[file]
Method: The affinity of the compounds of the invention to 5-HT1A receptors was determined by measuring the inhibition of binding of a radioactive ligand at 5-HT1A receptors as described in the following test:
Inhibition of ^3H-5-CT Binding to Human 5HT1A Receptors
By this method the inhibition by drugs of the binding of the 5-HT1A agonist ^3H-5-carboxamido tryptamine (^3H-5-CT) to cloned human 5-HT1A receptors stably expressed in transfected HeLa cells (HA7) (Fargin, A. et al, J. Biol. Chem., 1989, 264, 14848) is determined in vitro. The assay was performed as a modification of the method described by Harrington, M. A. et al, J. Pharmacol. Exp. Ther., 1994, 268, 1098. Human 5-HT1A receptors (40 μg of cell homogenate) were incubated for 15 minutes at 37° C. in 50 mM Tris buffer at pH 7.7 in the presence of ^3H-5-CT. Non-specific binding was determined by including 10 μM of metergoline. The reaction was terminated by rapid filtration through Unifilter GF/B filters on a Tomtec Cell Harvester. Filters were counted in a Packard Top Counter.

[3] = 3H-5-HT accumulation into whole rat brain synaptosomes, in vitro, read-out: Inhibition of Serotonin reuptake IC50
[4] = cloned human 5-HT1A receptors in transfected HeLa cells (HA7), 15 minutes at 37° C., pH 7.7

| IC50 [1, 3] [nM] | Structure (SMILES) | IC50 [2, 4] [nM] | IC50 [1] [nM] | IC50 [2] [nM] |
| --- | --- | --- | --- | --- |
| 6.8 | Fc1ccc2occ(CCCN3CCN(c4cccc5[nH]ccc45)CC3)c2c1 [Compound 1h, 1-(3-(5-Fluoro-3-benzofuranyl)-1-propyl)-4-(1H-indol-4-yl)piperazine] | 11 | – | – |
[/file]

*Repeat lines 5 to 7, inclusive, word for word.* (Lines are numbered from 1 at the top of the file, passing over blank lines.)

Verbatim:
[4] = cloned human 5-HT1A receptors in transfected HeLa cells (HA7), 15 minutes at 37° C., pH 7.7

| IC50 [1, 3] [nM] | Structure (SMILES) | IC50 [2, 4] [nM] | IC50 [1] [nM] | IC50 [2] [nM] |
| --- | --- | --- | --- | --- |